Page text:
Beating Your Wife, Child OK in United Arab Emirates
The United Arab Emirates’ High Court ruled a few weeks ago that men can beat their wives and children. Wives are always fair game, but children may only be beaten if they are young enough to be properly defenseless (only “young” children may be battered). Also, husbands and fathers must leave no visible mark. So keeping wives and daughters properly covered could come in handy.
Sharia law expert, Dr. Ahmed al Kubaisi, reasoned that wife beating is sometimes necessary to preserve family bonds, “If a wife committed something wrong, a husband can report her to police,” he explained. “But sometimes she does not do a serious thing or he does not want to let others know; when it is not good for the family. In this case, hitting is a better option.”
It’s all so clear to me now.
Except for the part about why men are qualified to discipline women. Is it that men are more wise and compassionate? And we know this because wife and child abuse come so easily to so many of our less evolved brethren? And why would God want anyone to beat anyone else?
Islamic scholars don’t all feel that beating women and children is consistent with Islam.
Islamic law scholar, Dr. Jamal Badawi, says the Quran seeks “the prohibition of any type of wife beating.” Lawyer and women’s rights activist, Summer Hathout, observed, “To those of us who know Islam and the Quran, violence against women is so antithetical to the teachings of Islam.” Islamic feminists note that the word in the Quran which is commonly translated as “beat” (daraba) can also be translated as “to go away.”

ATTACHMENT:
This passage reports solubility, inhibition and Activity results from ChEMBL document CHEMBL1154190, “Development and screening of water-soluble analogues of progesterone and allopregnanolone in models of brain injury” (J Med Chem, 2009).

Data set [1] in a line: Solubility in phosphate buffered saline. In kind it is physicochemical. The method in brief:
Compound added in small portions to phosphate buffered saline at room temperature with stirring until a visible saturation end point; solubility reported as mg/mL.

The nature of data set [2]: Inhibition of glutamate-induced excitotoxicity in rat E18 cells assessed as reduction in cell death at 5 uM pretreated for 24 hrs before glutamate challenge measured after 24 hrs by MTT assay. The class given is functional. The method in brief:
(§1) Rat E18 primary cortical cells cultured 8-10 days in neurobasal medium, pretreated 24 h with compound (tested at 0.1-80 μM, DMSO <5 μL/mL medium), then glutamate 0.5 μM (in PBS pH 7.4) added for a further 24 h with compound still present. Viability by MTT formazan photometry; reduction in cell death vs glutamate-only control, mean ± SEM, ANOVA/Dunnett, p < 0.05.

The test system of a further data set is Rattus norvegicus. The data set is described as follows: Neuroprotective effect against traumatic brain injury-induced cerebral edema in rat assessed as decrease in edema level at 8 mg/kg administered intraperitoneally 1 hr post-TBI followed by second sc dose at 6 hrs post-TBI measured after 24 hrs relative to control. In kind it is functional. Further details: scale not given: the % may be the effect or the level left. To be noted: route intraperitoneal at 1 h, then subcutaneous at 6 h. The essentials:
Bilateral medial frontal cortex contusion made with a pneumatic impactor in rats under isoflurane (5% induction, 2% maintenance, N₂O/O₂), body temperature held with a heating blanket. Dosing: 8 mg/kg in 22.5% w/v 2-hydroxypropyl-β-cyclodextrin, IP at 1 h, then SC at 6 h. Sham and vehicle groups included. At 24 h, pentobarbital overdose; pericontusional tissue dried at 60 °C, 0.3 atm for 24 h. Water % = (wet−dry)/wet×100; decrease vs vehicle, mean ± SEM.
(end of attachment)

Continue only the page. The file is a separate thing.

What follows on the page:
Basing prescriptions for battering women and children on religion, the word of God, seems odd. How is violence of any sort good for the soul?
Beating women. Killing women to preserve “honor.” Throwing stones at women in a stadium. A woman is hit by a large stone. She screams out in pain. And cheers rise up from the crowd. This is ennobling?
What happens to a person’s soul who behaves this way? Only dehumanization comes from this mindset and behavior.
Posted on December 17, 2010, in feminism, gender, sexism, violence against women, women and tagged culture, domestic violence, feminism, gender, High Court, human rights, Islam, religion, sexism, United Arab Emirates, violence against women, wife battery, wife beating, women. Bookmark the permalink. Leave a comment.